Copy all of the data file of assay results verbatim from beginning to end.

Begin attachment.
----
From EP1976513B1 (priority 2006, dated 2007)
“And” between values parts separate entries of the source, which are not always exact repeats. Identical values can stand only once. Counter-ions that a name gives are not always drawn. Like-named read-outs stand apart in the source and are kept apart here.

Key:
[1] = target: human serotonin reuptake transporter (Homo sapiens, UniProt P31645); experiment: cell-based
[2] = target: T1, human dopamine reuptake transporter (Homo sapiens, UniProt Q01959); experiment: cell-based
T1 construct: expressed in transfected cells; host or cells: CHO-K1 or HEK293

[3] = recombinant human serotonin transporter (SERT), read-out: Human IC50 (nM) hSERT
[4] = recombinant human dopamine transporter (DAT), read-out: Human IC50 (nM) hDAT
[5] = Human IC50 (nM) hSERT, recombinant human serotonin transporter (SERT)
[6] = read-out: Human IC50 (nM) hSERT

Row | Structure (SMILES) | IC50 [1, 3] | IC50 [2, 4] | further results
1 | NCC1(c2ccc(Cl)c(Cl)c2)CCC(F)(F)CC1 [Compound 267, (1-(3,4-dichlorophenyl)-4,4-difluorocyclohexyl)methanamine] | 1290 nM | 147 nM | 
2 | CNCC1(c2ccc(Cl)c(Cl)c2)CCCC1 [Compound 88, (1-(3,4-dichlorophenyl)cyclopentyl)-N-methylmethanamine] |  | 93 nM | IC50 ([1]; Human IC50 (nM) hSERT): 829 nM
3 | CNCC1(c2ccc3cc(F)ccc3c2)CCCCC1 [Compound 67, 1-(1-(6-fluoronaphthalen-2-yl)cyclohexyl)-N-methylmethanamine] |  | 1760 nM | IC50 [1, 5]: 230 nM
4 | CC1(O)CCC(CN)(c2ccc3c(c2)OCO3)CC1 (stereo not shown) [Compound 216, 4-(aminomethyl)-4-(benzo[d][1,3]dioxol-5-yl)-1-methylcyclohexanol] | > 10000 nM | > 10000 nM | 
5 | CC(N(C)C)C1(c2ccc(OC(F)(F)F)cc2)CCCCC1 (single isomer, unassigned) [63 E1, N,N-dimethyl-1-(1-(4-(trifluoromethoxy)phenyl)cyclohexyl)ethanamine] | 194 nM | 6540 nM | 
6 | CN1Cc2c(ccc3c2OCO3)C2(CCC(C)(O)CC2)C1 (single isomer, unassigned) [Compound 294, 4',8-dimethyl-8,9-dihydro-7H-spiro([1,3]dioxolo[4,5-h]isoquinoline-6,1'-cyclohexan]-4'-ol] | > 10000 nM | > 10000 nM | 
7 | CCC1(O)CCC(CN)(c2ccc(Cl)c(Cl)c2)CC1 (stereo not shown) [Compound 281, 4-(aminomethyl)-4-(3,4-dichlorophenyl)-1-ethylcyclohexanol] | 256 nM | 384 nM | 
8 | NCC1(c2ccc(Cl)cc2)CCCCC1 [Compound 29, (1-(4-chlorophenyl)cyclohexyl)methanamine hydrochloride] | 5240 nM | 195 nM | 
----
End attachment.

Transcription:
From EP1976513B1 (priority 2006, dated 2007)
“And” between values parts separate entries of the source, which are not always exact repeats. Identical values can stand only once. Counter-ions that a name gives are not always drawn. Like-named read-outs stand apart in the source and are kept apart here.

Key:
[1] = target: human serotonin reuptake transporter (Homo sapiens, UniProt P31645); experiment: cell-based
[2] = target: T1, human dopamine reuptake transporter (Homo sapiens, UniProt Q01959); experiment: cell-based
T1 construct: expressed in transfected cells; host or cells: CHO-K1 or HEK293

[3] = recombinant human serotonin transporter (SERT), read-out: Human IC50 (nM) hSERT
[4] = recombinant human dopamine transporter (DAT), read-out: Human IC50 (nM) hDAT
[5] = Human IC50 (nM) hSERT, recombinant human serotonin transporter (SERT)
[6] = read-out: Human IC50 (nM) hSERT

Row | Structure (SMILES) | IC50 [1, 3] | IC50 [2, 4] | further results
1 | NCC1(c2ccc(Cl)c(Cl)c2)CCC(F)(F)CC1 [Compound 267, (1-(3,4-dichlorophenyl)-4,4-difluorocyclohexyl)methanamine] | 1290 nM | 147 nM | 
2 | CNCC1(c2ccc(Cl)c(Cl)c2)CCCC1 [Compound 88, (1-(3,4-dichlorophenyl)cyclopentyl)-N-methylmethanamine] |  | 93 nM | IC50 ([1]; Human IC50 (nM) hSERT): 829 nM
3 | CNCC1(c2ccc3cc(F)ccc3c2)CCCCC1 [Compound 67, 1-(1-(6-fluoronaphthalen-2-yl)cyclohexyl)-N-methylmethanamine] |  | 1760 nM | IC50 [1, 5]: 230 nM
4 | CC1(O)CCC(CN)(c2ccc3c(c2)OCO3)CC1 (stereo not shown) [Compound 216, 4-(aminomethyl)-4-(benzo[d][1,3]dioxol-5-yl)-1-methylcyclohexanol] | > 10000 nM | > 10000 nM | 
5 | CC(N(C)C)C1(c2ccc(OC(F)(F)F)cc2)CCCCC1 (single isomer, unassigned) [63 E1, N,N-dimethyl-1-(1-(4-(trifluoromethoxy)phenyl)cyclohexyl)ethanamine] | 194 nM | 6540 nM | 
6 | CN1Cc2c(ccc3c2OCO3)C2(CCC(C)(O)CC2)C1 (single isomer, unassigned) [Compound 294, 4',8-dimethyl-8,9-dihydro-7H-spiro([1,3]dioxolo[4,5-h]isoquinoline-6,1'-cyclohexan]-4'-ol] | > 10000 nM | > 10000 nM | 
7 | CCC1(O)CCC(CN)(c2ccc(Cl)c(Cl)c2)CC1 (stereo not shown) [Compound 281, 4-(aminomethyl)-4-(3,4-dichlorophenyl)-1-ethylcyclohexanol] | 256 nM | 384 nM | 
8 | NCC1(c2ccc(Cl)cc2)CCCCC1 [Compound 29, (1-(4-chlorophenyl)cyclohexyl)methanamine hydrochloride] | 5240 nM | 195 nM | 